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Causes. In older adults, persistent watery eyes may occur as the aging skin of the eyelids sags away from the eyeball, allowing tears to accumulate and flow out. Sometimes, excess tear production may cause watery eyes as well. Allergies or viral infections (conjunctivitis), as well as any kind of inflammation,...
Allergies. Exposure to pollen, pet dander, mites, and fumes can cause your eyes to turn red, itchy, and watery. For relief, try over-the-counter medications like eye drops and antihistamines. If they don’t help, you may want to visit a doctor for prescription-strength medicines or allergy shots.
Different causes of watering eyes have specific treatment options: Irritation: If the watering eye is caused by infective conjunctivitis,... Trichiasis: An inward-growing eyelash, or some foreign object that lodged in the eye,... Ectropion: The eyelid turns outwards - the patient may need to ...
This can occur for a number of reasons, including eyelash and eyelid problems or allergies. Oddly, a dry eye problem can sometimes cause watery eyes, because the eye produces excess tears to combat the irritation and dryness. Poor tear drainage. Watery eyes can also occur when the eye’s tear drainage channels can’t drain a normal volume of tears.
One of the most prevalent reasons for watery eyes is dry eye syndrome. Extremely dry eyes can cause you to produce excess tears. Extremely dry eyes can cause you to produce excess tears.
Pinkeye (Conjunctivitis) This is a common cause of watery eyes for both children and adults. It can make one or both of the eyes look pink or red and feel itchy and gritty, like there’s sand in ...
Computer vision syndrome (CVS) is a condition resulting from focusing the eyes on a computer or other display device for protracted, uninterrupted periods of time and the eye muscles being unable to recover from the strain due to a lack of adequate sleep. Some symptoms of CVS include headaches, blurred vision, neck pain, fatigue, eye strain, dry eyes, irritated eyes, double vision, vertigo/dizziness, polyopia, and difficulty refocusing the eyes. These symptoms can be further aggravated by improper lighting conditions (i.e. glare, strong blue-spectrum backlights, or bright overhead lighting) or air moving past the eyes (e.g. overhead vents, direct air from a fan).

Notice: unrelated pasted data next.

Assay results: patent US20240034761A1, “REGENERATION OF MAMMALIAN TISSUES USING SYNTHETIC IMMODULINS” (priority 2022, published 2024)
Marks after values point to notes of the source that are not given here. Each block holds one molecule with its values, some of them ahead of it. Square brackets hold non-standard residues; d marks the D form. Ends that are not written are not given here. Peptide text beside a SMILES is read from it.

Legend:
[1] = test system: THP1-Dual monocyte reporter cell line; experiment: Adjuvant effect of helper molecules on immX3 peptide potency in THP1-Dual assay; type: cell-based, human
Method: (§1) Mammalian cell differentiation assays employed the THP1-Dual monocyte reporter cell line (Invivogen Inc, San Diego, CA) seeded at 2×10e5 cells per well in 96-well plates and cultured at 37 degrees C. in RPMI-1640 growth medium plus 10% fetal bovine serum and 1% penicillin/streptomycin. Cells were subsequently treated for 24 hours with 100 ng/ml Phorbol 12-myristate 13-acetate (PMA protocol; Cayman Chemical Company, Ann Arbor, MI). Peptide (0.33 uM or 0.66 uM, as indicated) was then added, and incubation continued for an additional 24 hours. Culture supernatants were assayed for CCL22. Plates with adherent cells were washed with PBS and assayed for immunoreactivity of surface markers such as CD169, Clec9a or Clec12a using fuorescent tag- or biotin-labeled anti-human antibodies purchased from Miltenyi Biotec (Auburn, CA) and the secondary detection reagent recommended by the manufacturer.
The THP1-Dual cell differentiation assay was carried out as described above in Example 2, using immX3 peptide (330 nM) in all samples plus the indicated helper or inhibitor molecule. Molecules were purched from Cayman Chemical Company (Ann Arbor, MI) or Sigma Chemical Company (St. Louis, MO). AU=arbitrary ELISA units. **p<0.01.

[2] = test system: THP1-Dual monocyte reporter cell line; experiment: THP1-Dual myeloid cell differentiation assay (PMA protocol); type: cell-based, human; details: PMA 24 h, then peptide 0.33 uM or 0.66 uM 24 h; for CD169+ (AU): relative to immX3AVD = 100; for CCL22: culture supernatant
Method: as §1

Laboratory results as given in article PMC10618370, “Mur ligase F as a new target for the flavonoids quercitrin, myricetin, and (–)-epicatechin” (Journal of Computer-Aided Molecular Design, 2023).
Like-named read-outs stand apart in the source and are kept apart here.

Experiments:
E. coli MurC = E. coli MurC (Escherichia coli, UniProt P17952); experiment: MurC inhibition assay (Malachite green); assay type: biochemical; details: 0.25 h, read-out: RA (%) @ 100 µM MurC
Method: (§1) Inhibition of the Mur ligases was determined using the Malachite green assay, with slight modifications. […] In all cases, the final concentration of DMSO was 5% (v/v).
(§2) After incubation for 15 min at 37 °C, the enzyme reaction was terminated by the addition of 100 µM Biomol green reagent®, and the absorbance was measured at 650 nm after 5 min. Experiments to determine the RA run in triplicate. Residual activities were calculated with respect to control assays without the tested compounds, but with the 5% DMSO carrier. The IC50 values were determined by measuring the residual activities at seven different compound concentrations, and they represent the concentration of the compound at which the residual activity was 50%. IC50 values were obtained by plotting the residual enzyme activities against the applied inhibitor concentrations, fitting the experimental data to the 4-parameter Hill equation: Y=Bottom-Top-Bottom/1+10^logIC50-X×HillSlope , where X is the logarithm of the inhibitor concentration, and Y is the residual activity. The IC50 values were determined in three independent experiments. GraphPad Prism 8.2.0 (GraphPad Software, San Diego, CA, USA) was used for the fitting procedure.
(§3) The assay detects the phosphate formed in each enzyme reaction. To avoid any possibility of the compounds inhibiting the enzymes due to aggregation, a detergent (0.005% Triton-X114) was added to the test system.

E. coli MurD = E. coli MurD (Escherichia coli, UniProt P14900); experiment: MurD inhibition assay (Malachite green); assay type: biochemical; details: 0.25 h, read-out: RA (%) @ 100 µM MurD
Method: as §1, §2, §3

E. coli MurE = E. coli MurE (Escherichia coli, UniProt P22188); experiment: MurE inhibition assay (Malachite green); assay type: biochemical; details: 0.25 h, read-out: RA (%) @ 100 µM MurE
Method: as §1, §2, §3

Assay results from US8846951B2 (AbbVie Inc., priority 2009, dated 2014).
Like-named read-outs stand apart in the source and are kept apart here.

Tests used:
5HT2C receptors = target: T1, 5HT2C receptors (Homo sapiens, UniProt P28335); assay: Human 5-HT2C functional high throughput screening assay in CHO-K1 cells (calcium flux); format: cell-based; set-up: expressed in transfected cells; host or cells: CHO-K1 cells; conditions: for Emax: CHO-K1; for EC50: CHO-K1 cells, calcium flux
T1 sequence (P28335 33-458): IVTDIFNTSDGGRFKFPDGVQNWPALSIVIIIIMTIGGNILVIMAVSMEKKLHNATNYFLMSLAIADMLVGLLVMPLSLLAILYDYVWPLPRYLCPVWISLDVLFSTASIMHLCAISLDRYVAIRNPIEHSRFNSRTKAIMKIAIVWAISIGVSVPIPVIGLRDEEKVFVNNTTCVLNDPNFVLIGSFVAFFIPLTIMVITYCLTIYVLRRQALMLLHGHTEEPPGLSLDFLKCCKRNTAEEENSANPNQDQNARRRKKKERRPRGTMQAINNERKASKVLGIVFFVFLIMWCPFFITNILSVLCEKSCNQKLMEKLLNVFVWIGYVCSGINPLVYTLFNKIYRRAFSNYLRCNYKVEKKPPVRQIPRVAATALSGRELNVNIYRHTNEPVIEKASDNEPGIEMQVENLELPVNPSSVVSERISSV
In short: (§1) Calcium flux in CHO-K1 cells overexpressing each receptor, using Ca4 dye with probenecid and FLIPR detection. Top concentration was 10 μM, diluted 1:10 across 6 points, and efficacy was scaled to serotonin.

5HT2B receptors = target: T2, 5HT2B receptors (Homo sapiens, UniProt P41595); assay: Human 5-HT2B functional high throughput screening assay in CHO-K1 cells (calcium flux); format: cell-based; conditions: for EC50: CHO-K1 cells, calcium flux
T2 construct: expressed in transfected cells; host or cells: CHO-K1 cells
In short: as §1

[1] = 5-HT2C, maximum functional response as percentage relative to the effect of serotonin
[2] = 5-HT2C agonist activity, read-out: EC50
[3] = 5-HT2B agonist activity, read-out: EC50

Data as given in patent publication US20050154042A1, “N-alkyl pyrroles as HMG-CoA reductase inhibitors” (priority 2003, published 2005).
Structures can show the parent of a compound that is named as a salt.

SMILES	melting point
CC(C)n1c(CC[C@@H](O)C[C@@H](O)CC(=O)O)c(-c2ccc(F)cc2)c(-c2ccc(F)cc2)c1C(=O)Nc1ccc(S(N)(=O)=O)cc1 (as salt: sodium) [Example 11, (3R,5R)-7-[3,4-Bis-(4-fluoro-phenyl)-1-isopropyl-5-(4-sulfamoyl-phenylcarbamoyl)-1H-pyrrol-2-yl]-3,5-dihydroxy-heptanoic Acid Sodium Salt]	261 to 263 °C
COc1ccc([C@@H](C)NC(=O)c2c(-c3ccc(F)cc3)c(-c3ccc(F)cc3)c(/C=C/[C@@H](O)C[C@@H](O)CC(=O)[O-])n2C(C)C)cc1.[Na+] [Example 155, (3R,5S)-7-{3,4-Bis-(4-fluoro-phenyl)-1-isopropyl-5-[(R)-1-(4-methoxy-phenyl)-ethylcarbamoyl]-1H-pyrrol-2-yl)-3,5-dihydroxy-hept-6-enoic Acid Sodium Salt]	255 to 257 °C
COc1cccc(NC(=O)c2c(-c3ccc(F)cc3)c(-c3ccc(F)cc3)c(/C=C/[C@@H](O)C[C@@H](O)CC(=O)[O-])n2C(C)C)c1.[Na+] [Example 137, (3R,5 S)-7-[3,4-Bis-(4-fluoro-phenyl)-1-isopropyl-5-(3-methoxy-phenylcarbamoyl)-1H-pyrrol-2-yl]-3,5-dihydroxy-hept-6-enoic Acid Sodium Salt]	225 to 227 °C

Dry eye syndrome (DES), also known as keratoconjunctivitis sicca (KCS), is the condition of having dry eyes. Other associated symptoms include irritation, redness, discharge, and easily fatigued eyes. Blurred vision may also occur. The symptoms can range from mild and occasional to severe and continuous. Scarring of the cornea may occur in some cases without treatment. Dry eye occurs when either the eye does not produce enough tears or when the tears evaporate too quickly. This can result from contact lens use, meibomian gland dysfunction, allergies, pregnancy, Sjögren's syndrome, vitamin A deficiency, LASIK surgery, and certain medications such as antihistamines, some blood pressure medication, hormone replacement therapy, and antidepressants. Chronic conjunctivitis such as from tobacco smoke exposure or infection may also lead to the condition. Diagnosis is mostly based on the symptoms, though a number of other tests may be used. Treatment depends on the underlying cause. Artificial tears are the usual first line treatment. Wrap around glasses that fit close to the face may decrease tear evaporation. Stopping or changing certain medications may help. The medication ciclosporin or steroid eye drops may be used in some cases. Another option is lacrimal plugs that prevent tears from draining from the surface of the eye. Dry eye syndrome occasionally makes wearing contact lenses impossible. Dry eye syndrome is a common eye disease. It affects 5–34% of people to some degree depending on the population looked at. Among older people it affects up to 70%. In China it affects about 17% of people. The phrase "keratoconjunctivitis sicca" means "dryness of the cornea and conjunctiva" in Latin.
Rhinorrhea or rhinorrhoea is a condition where the nasal cavity is filled with a significant amount of mucus fluid. The condition, commonly known as a runny nose, occurs relatively frequently. Rhinorrhea is a common symptom of allergies (hay fever) or certain diseases, such as the common cold. It can be a side effect of crying, exposure to cold temperatures, cocaine abuse or withdrawal, such as from opioids like methadone. Treatment for rhinorrhea is not usually necessary, but there are a number of medical treatments and preventive techniques available. The term was coined in 1866 and is a combination of the Greek terms rhino- ("of the nose") and -rhoia ("discharge" or "flow").